Neoadjuvant pyrotinib, trastuzumab, and docetaxel for HER2-positive breast cancer (PHEDRA): a double-blind, randomized phase 3 trial
BMC Medicine volume 20, Article number: 498 (2022)
Pyrotinib (an irreversible pan-ErbB inhibitor) plus capecitabine has survival benefits and acceptable tolerability in patients with HER2-positive metastatic breast cancer. We further assessed addition of pyrotinib to trastuzumab and docetaxel in the neoadjuvant setting.
In this multicenter, double-blind, phase 3 study (PHEDRA), treatment-naive women with HER2-positive early or locally advanced breast cancer were randomly assigned (1:1) to receive four neoadjuvant cycles of oral pyrotinib or placebo (400 mg) once daily, plus intravenous trastuzumab (8 mg/kg loading dose, followed by 6 mg/kg) and docetaxel (100 mg/m2) every 3 weeks. The primary endpoint was the total pathological complete response (tpCR; ypT0/is and ypN0) rate per independent central review.
Between Jul 23, 2018, and Jan 8, 2021, 355 patients were randomly assigned, 178 to the pyrotinib group and 177 to the placebo group. The majority of patients completed four cycles of neoadjuvant treatment as planned (92.7% and 97.7% in the pyrotinib and placebo groups, respectively). The tpCR rate was 41.0% (95% CI 34.0 to 48.4) in the pyrotinib group compared with 22.0% (95% CI 16.6 to 28.7) in the placebo group (difference, 19.0% [95% CI 9.5 to 28.4]; one-sided P < 0.0001). The objective response rate per investigator was 91.6% (95% CI 86.6 to 94.8) in the pyrotinib group and 81.9% (95% CI 75.6 to 86.9) in the placebo group after the neoadjuvant treatment, resulting in an increase of 9.7% (95% CI 2.7 to 16.6). The most common grade 3 or worse adverse events were diarrhea (79 [44.4%] in the pyrotinib group and nine [5.1%] in the placebo group), neutropenia (33 [18.5%] and 36 [20.3%]), and decreased white blood cell count (29 [16.3%] and 24 [13.6%]). No deaths were reported during neoadjuvant treatment.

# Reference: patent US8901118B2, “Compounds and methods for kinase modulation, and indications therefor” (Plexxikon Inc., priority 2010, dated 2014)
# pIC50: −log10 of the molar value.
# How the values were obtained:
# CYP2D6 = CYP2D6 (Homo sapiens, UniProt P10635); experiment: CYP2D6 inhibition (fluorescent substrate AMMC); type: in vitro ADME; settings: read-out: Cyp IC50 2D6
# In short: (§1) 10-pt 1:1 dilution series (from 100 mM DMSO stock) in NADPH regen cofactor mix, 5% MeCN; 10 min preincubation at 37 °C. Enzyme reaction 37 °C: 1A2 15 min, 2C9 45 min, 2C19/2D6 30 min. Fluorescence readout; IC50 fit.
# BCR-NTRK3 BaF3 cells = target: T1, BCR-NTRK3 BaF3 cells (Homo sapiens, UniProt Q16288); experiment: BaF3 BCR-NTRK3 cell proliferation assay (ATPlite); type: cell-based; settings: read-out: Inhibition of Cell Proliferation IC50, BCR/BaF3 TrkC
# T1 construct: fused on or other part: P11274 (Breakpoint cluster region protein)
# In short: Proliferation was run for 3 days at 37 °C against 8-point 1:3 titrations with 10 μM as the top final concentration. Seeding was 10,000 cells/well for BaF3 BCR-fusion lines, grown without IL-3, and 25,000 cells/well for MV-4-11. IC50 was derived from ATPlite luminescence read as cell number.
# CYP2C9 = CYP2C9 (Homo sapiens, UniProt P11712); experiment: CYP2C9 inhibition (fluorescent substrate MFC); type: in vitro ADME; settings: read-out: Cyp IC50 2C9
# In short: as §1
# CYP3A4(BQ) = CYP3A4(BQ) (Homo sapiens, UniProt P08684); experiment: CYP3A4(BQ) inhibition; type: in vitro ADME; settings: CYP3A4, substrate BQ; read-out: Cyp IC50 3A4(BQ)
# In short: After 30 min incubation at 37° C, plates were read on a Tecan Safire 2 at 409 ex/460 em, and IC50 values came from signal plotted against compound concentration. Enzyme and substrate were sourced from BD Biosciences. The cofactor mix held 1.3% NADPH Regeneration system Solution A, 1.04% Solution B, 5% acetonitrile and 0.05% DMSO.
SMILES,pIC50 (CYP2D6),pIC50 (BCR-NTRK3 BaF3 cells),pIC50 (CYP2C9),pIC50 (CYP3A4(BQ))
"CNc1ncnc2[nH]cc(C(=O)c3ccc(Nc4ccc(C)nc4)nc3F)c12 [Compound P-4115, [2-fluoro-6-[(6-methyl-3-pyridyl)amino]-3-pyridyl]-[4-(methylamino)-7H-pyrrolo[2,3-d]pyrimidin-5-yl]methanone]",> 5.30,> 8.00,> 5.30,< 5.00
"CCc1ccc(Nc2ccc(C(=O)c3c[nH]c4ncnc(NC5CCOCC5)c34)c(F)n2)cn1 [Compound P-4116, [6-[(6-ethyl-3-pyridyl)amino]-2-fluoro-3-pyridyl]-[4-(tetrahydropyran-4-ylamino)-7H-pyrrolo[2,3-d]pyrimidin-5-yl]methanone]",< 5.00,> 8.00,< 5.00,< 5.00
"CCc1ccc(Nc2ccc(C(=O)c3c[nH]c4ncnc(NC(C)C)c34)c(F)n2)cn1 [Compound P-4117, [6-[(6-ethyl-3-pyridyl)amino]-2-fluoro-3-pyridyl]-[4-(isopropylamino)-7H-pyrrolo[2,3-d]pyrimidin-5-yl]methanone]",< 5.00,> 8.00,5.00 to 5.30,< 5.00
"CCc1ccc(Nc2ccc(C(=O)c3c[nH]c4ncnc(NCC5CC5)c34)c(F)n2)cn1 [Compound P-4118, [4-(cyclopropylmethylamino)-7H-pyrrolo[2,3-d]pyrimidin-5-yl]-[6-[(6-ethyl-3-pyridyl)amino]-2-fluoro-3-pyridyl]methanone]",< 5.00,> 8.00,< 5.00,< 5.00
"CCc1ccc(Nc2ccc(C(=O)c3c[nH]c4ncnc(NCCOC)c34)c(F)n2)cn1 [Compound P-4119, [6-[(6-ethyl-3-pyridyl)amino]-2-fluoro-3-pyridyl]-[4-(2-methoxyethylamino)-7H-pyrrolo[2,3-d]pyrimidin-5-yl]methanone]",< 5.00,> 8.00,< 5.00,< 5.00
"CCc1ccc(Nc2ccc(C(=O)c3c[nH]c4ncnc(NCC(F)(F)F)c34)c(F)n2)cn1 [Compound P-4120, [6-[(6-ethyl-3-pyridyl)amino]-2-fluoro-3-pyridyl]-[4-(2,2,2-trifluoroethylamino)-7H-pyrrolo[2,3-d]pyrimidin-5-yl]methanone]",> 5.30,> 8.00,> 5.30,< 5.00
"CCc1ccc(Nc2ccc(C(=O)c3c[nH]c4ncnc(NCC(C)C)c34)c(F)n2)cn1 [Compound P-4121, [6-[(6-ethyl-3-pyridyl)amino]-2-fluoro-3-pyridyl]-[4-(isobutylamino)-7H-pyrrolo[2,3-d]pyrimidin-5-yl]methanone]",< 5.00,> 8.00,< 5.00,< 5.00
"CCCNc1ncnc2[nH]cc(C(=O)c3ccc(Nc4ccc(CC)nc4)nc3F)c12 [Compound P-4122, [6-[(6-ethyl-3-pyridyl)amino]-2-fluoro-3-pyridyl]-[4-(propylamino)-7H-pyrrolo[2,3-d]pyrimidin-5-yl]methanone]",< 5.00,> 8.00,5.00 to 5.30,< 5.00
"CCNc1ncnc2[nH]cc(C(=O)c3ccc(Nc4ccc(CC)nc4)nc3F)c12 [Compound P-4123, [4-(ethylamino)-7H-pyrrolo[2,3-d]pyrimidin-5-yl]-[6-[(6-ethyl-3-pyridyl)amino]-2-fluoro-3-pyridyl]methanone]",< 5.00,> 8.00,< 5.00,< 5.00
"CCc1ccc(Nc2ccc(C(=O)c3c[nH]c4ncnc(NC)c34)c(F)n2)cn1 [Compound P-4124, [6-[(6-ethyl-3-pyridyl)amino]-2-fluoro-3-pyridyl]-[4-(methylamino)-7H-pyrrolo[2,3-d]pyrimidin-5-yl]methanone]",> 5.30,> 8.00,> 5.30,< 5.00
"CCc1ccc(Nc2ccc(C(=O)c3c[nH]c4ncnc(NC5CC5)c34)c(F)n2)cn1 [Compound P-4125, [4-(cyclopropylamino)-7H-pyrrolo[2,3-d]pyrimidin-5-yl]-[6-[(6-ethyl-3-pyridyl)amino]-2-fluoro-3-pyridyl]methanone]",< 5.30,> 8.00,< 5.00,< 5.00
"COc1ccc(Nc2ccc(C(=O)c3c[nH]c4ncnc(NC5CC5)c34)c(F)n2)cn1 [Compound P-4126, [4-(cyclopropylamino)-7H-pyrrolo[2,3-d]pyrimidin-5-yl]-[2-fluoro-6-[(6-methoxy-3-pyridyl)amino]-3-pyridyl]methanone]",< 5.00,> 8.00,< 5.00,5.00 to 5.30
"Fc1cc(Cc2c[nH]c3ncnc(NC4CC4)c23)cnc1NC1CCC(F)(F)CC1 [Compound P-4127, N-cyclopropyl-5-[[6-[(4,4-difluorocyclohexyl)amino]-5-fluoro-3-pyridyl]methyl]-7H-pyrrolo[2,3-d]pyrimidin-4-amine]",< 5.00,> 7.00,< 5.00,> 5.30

The primary endpoint of the study was met. Neoadjuvant pyrotinib, trastuzumab, and docetaxel significantly improved the tpCR rate compared with placebo, trastuzumab, and docetaxel, with manageable toxicity, providing a new option for HER2-positive early or locally advanced breast cancer.